#### Partial Differential Equation Solvers

By Charles Xie

We have shown that iFlow can be used to solve ordinary differential equations (ODEs). This article shows that it can also be used to solve some partial differential equations (PDEs). Unlike an ODE, a PDE is a differential equation that involves partial derivatives of a multivariate function. PDEs are more common than ODEs in the real world (which is why they are so important in science and engineering). In fact, one may think of an ODE as a special case of a PDE.

There are multiple numerical methods for solving PDEs. For example, the finite difference methods (FDM) solve them by approximating derivatives with finite differences. Both the spatial and temporal domains can be discretized into a finite number of small steps, and the value of the solution at these discrete points is approximated by solving a system of linear equations.

##### One-Dimensional Time-Dependent PDEs

In iFlow, the Transient State FDM Solver (1D) block can be used to solve time-depedent linear PDEs in one dimension.

###### Fisher's Equation

Fisher's equation is a first-order linear PDE for modeling reaction-diffusion systems. In one dimension, it can be written as:

∂φ/∂t = a∂²φ/∂²x + bφ(1-φ)

where a is a parameter that characterizes the diffusion of the property φ and b is a parameter that characterizes the reaction speed. If b is zero, the equation returns to Fick's Law of Diffusion for pure diffusion.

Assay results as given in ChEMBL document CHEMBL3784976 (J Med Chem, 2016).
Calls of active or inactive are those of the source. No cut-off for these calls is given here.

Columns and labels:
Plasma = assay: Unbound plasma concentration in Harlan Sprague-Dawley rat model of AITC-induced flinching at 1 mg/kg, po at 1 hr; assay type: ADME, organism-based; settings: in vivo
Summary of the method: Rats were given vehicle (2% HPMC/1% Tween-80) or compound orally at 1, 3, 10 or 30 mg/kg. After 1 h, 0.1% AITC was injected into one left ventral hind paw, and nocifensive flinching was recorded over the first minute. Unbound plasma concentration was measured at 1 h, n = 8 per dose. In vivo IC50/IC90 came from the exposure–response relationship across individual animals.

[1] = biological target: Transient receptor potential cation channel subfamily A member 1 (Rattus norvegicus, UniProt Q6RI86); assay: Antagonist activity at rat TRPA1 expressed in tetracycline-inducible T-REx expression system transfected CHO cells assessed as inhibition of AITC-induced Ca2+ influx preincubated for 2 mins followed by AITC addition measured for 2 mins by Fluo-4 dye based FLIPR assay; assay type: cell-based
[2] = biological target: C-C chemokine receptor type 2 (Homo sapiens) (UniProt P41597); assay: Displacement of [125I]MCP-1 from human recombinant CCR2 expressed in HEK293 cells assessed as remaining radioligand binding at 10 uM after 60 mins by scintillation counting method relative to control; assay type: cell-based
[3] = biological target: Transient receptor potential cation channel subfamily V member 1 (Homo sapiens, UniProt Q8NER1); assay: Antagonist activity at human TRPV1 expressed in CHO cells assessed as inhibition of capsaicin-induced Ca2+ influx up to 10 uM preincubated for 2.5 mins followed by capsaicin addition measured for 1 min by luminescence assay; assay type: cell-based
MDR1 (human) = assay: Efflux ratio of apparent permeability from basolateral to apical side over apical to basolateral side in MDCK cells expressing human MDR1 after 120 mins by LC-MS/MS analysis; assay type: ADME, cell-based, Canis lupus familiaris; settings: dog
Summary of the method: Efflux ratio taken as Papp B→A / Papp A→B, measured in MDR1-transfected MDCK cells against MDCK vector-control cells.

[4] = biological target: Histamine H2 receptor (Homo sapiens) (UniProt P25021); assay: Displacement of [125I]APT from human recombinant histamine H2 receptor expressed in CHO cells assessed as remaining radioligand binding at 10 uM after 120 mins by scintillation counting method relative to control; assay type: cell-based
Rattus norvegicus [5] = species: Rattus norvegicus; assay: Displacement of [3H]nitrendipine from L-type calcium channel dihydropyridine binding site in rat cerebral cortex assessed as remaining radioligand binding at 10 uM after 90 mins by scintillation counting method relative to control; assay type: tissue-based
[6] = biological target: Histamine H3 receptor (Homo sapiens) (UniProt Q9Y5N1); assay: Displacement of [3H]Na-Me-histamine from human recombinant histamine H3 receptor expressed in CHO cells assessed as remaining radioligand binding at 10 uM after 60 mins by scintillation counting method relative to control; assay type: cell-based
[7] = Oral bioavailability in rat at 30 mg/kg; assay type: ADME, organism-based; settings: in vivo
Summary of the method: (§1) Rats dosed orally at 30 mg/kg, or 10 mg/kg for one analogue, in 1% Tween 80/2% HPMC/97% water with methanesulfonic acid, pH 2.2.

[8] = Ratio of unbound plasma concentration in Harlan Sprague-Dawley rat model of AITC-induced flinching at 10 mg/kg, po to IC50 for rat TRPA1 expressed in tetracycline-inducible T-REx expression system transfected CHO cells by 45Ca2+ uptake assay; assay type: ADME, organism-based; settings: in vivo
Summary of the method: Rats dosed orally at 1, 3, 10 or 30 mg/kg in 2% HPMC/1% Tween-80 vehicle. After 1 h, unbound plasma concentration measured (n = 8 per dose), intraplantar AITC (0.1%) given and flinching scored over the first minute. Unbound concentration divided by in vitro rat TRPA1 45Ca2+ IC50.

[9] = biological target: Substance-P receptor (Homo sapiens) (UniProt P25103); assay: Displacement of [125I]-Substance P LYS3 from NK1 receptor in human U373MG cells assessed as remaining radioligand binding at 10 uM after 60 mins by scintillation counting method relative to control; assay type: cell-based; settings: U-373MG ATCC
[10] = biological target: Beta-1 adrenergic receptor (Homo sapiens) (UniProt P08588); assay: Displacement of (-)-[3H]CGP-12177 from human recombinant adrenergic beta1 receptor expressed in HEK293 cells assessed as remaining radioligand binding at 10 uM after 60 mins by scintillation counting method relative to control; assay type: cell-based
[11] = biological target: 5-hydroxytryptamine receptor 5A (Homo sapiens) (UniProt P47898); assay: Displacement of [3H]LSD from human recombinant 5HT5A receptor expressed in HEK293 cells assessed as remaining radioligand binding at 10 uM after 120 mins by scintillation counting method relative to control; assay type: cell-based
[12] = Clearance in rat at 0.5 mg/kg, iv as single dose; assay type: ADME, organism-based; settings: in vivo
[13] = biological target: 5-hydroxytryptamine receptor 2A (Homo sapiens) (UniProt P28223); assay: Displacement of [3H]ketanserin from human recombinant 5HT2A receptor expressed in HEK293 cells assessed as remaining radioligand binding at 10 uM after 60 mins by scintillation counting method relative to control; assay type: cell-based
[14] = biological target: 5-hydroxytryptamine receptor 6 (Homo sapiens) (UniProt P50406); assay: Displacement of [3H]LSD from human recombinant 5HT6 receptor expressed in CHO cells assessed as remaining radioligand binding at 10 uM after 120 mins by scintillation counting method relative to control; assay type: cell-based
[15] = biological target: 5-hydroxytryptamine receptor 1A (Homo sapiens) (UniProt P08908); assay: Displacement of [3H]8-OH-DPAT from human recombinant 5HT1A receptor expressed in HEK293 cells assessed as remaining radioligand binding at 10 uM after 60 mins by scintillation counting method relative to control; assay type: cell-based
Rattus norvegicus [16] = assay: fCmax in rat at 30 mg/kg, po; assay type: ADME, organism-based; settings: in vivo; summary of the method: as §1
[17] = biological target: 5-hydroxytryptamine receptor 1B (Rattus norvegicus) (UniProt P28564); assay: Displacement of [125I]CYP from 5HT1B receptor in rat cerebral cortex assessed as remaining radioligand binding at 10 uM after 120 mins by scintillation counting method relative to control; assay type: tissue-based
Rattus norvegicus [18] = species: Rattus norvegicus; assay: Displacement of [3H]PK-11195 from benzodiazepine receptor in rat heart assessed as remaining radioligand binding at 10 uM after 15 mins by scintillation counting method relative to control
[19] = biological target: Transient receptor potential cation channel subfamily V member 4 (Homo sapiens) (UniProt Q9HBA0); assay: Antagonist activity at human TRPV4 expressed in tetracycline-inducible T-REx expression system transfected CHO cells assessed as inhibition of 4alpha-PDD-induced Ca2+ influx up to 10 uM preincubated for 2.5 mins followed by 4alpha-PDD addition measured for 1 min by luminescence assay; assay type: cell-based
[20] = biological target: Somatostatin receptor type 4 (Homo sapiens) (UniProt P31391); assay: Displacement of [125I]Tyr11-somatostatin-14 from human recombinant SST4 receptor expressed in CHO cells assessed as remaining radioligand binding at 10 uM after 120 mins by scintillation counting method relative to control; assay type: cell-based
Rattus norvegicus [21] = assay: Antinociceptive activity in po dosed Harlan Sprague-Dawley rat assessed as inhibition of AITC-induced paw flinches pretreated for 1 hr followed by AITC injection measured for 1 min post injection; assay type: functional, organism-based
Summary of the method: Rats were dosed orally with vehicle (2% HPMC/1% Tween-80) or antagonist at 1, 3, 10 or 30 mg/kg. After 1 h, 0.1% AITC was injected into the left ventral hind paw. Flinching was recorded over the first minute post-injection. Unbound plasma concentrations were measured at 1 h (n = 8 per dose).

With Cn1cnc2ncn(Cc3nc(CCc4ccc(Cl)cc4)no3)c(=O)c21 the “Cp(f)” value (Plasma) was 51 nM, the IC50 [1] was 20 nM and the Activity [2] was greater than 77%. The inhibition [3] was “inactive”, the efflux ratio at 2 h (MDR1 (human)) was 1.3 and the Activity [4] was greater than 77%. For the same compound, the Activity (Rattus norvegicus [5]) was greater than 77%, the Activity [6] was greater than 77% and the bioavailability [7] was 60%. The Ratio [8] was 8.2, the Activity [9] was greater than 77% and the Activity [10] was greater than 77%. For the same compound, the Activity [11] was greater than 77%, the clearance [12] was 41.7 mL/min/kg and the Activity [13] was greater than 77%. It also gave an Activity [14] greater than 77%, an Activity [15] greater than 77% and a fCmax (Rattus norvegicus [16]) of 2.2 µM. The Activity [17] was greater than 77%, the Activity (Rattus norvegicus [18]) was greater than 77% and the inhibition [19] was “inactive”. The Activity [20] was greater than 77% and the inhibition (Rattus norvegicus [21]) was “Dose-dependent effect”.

###### Wave Equation

The wave equation is a second-order linear PDE for modeling waves. In one dimension, it can be written as:

∂²φ/∂t² = c²∂²φ/∂²x

where c is the propagation speed of the wave.

##### Two-Dimensional Stationary PDEs

In iFlow, the Steady State FDM Solver block can be used to solve second-order linear PDEs in the general form shown as follows:

A∂²φ/∂x² + 2B∂²φ/∂x∂y + C∂²φ/∂²y + D∂φ/∂x + E∂φ/∂y + Fφ + G = 0

Typically, x and y are Cartesian coordinates and φ represents a physical property such as temperature or concentration. In the following subsections, we show how iFlow can be used to solve some of the special cases of the above PDE.

###### Heat Equation

When A=C and B=D=E=F=G=0, the above generic PDE is reduced to the heat equation, which is often used to model heat conduction and molecular diffusion:

∂²φ/∂x² + ∂²φ/∂²y = 0

###### Poisson's Equation

When A=C=1, B=D=E=F=0, and G=f(x, y), we have the Poisson's equation, which is often used to model electrostatic or gravitational fields:

∂²φ/∂x² + ∂²φ/∂²y + f(x,y) = 0

###### Convection-Diffusion Equation

When A=C=1, B=F=G=0, D=-u, and E=-v, we have the convection-diffusion equation, which is often used to model the combination of driven and diffusive flows:

∂²φ/∂x² + ∂²φ/∂²y - u∂φ/∂x - v∂φ/∂y = 0

where u and v are the advection or drift velocities in x and y directions, respectively.